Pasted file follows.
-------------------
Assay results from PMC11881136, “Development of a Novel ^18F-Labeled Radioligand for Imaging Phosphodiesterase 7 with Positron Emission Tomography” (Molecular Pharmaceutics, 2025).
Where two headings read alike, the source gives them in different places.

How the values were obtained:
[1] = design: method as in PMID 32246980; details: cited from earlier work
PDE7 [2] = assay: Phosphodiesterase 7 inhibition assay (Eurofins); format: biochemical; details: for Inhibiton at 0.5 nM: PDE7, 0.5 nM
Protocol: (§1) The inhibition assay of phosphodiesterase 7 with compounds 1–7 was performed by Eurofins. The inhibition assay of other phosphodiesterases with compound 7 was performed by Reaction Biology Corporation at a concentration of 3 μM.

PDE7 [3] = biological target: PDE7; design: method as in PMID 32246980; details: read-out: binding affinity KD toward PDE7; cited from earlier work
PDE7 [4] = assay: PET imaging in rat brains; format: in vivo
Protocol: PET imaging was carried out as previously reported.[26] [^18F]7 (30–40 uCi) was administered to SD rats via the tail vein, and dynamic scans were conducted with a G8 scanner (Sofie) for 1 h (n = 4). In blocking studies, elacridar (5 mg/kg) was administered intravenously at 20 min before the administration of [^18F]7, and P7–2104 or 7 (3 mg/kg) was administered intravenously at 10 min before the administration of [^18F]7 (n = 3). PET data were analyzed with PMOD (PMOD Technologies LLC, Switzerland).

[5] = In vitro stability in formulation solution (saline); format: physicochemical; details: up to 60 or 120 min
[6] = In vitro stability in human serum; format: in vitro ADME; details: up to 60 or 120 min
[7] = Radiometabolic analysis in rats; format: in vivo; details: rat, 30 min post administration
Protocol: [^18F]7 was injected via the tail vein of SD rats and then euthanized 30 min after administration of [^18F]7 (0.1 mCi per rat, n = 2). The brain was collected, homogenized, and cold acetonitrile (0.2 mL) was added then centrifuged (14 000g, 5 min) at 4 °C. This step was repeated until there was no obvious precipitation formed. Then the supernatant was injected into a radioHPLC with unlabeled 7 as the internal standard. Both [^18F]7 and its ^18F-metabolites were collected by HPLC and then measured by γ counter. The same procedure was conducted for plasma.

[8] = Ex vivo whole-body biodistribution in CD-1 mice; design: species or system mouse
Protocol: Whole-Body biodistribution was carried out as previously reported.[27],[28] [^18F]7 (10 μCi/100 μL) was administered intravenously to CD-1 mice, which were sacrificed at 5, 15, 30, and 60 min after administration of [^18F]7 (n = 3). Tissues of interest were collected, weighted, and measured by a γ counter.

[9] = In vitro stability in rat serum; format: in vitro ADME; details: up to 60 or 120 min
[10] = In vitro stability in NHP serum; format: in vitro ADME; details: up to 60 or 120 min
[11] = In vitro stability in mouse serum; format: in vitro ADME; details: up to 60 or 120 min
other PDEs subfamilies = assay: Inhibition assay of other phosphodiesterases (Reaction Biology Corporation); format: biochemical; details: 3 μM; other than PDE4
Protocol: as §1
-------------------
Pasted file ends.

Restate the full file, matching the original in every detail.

Assay results from PMC11881136, “Development of a Novel ^18F-Labeled Radioligand for Imaging Phosphodiesterase 7 with Positron Emission Tomography” (Molecular Pharmaceutics, 2025).
Where two headings read alike, the source gives them in different places.

How the values were obtained:
[1] = design: method as in PMID 32246980; details: cited from earlier work
PDE7 [2] = assay: Phosphodiesterase 7 inhibition assay (Eurofins); format: biochemical; details: for Inhibiton at 0.5 nM: PDE7, 0.5 nM
Protocol: (§1) The inhibition assay of phosphodiesterase 7 with compounds 1–7 was performed by Eurofins. The inhibition assay of other phosphodiesterases with compound 7 was performed by Reaction Biology Corporation at a concentration of 3 μM.

PDE7 [3] = biological target: PDE7; design: method as in PMID 32246980; details: read-out: binding affinity KD toward PDE7; cited from earlier work
PDE7 [4] = assay: PET imaging in rat brains; format: in vivo
Protocol: PET imaging was carried out as previously reported.[26] [^18F]7 (30–40 uCi) was administered to SD rats via the tail vein, and dynamic scans were conducted with a G8 scanner (Sofie) for 1 h (n = 4). In blocking studies, elacridar (5 mg/kg) was administered intravenously at 20 min before the administration of [^18F]7, and P7–2104 or 7 (3 mg/kg) was administered intravenously at 10 min before the administration of [^18F]7 (n = 3). PET data were analyzed with PMOD (PMOD Technologies LLC, Switzerland).

[5] = In vitro stability in formulation solution (saline); format: physicochemical; details: up to 60 or 120 min
[6] = In vitro stability in human serum; format: in vitro ADME; details: up to 60 or 120 min
[7] = Radiometabolic analysis in rats; format: in vivo; details: rat, 30 min post administration
Protocol: [^18F]7 was injected via the tail vein of SD rats and then euthanized 30 min after administration of [^18F]7 (0.1 mCi per rat, n = 2). The brain was collected, homogenized, and cold acetonitrile (0.2 mL) was added then centrifuged (14 000g, 5 min) at 4 °C. This step was repeated until there was no obvious precipitation formed. Then the supernatant was injected into a radioHPLC with unlabeled 7 as the internal standard. Both [^18F]7 and its ^18F-metabolites were collected by HPLC and then measured by γ counter. The same procedure was conducted for plasma.

[8] = Ex vivo whole-body biodistribution in CD-1 mice; design: species or system mouse
Protocol: Whole-Body biodistribution was carried out as previously reported.[27],[28] [^18F]7 (10 μCi/100 μL) was administered intravenously to CD-1 mice, which were sacrificed at 5, 15, 30, and 60 min after administration of [^18F]7 (n = 3). Tissues of interest were collected, weighted, and measured by a γ counter.

[9] = In vitro stability in rat serum; format: in vitro ADME; details: up to 60 or 120 min
[10] = In vitro stability in NHP serum; format: in vitro ADME; details: up to 60 or 120 min
[11] = In vitro stability in mouse serum; format: in vitro ADME; details: up to 60 or 120 min
other PDEs subfamilies = assay: Inhibition assay of other phosphodiesterases (Reaction Biology Corporation); format: biochemical; details: 3 μM; other than PDE4
Protocol: as §1